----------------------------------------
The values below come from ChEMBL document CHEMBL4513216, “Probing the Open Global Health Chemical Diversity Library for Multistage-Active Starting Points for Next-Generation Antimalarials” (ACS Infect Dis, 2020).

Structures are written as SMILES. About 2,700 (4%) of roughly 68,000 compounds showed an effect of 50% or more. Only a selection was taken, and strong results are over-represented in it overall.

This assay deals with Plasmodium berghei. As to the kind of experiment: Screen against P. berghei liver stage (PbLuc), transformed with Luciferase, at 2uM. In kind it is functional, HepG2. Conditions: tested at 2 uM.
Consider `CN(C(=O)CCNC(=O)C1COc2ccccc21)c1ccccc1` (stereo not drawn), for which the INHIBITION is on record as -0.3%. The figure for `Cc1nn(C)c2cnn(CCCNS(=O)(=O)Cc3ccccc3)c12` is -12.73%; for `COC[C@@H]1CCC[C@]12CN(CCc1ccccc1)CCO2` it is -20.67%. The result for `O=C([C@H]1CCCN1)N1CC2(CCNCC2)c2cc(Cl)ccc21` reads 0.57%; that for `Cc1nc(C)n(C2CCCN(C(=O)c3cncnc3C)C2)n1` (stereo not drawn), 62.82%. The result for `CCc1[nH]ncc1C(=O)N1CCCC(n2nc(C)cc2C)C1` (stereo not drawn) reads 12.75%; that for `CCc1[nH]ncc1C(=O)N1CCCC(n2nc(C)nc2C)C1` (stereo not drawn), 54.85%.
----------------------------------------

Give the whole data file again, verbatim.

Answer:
The values below come from ChEMBL document CHEMBL4513216, “Probing the Open Global Health Chemical Diversity Library for Multistage-Active Starting Points for Next-Generation Antimalarials” (ACS Infect Dis, 2020).

Structures are written as SMILES. About 2,700 (4%) of roughly 68,000 compounds showed an effect of 50% or more. Only a selection was taken, and strong results are over-represented in it overall.

This assay deals with Plasmodium berghei. As to the kind of experiment: Screen against P. berghei liver stage (PbLuc), transformed with Luciferase, at 2uM. In kind it is functional, HepG2. Conditions: tested at 2 uM.
Consider `CN(C(=O)CCNC(=O)C1COc2ccccc21)c1ccccc1` (stereo not drawn), for which the INHIBITION is on record as -0.3%. The figure for `Cc1nn(C)c2cnn(CCCNS(=O)(=O)Cc3ccccc3)c12` is -12.73%; for `COC[C@@H]1CCC[C@]12CN(CCc1ccccc1)CCO2` it is -20.67%. The result for `O=C([C@H]1CCCN1)N1CC2(CCNCC2)c2cc(Cl)ccc21` reads 0.57%; that for `Cc1nc(C)n(C2CCCN(C(=O)c3cncnc3C)C2)n1` (stereo not drawn), 62.82%. The result for `CCc1[nH]ncc1C(=O)N1CCCC(n2nc(C)cc2C)C1` (stereo not drawn) reads 12.75%; that for `CCc1[nH]ncc1C(=O)N1CCCC(n2nc(C)nc2C)C1` (stereo not drawn), 54.85%.